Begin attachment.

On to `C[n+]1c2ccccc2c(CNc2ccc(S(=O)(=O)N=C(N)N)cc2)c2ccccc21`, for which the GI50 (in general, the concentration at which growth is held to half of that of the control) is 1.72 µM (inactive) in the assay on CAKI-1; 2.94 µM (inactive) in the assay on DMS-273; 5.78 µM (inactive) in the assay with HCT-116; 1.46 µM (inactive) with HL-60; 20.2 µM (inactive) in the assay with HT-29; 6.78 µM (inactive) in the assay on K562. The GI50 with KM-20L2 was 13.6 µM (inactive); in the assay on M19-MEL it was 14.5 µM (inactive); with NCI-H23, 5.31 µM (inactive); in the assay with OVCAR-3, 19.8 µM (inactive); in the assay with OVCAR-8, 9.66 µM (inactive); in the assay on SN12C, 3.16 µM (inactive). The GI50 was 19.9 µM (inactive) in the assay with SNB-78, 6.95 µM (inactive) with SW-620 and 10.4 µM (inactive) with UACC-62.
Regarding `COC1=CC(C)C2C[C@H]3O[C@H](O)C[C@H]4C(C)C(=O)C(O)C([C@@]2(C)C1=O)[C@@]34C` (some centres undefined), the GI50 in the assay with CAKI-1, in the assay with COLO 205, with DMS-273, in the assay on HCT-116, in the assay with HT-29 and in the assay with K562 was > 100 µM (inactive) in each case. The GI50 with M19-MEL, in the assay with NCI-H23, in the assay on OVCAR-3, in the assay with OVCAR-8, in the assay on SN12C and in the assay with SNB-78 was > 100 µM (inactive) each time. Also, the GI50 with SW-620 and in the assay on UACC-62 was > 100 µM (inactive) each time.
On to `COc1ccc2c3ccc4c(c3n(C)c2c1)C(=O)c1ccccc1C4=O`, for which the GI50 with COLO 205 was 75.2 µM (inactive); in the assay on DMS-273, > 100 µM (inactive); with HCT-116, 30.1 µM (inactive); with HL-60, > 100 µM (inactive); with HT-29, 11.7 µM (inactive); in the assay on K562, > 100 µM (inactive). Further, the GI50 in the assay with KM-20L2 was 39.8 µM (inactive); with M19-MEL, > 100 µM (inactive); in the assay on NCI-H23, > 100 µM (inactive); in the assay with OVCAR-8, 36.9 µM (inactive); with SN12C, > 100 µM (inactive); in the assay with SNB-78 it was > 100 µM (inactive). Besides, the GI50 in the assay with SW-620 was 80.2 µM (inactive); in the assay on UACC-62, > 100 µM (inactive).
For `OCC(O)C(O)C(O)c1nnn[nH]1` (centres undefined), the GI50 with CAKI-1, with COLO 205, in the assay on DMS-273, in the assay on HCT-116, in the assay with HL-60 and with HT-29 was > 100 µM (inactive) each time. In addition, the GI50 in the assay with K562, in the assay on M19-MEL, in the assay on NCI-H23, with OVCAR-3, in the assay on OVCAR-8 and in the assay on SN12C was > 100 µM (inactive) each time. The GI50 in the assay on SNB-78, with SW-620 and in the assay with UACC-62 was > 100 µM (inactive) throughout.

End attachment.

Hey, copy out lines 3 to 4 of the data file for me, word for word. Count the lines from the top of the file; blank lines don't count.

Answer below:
On to `COc1ccc2c3ccc4c(c3n(C)c2c1)C(=O)c1ccccc1C4=O`, for which the GI50 with COLO 205 was 75.2 µM (inactive); in the assay on DMS-273, > 100 µM (inactive); with HCT-116, 30.1 µM (inactive); with HL-60, > 100 µM (inactive); with HT-29, 11.7 µM (inactive); in the assay on K562, > 100 µM (inactive). Further, the GI50 in the assay with KM-20L2 was 39.8 µM (inactive); with M19-MEL, > 100 µM (inactive); in the assay on NCI-H23, > 100 µM (inactive); in the assay with OVCAR-8, 36.9 µM (inactive); with SN12C, > 100 µM (inactive); in the assay with SNB-78 it was > 100 µM (inactive). Besides, the GI50 in the assay with SW-620 was 80.2 µM (inactive); in the assay on UACC-62, > 100 µM (inactive).
For `OCC(O)C(O)C(O)c1nnn[nH]1` (centres undefined), the GI50 with CAKI-1, with COLO 205, in the assay on DMS-273, in the assay on HCT-116, in the assay with HL-60 and with HT-29 was > 100 µM (inactive) each time. In addition, the GI50 in the assay with K562, in the assay on M19-MEL, in the assay on NCI-H23, with OVCAR-3, in the assay on OVCAR-8 and in the assay on SN12C was > 100 µM (inactive) each time. The GI50 in the assay on SNB-78, with SW-620 and in the assay with UACC-62 was > 100 µM (inactive) throughout.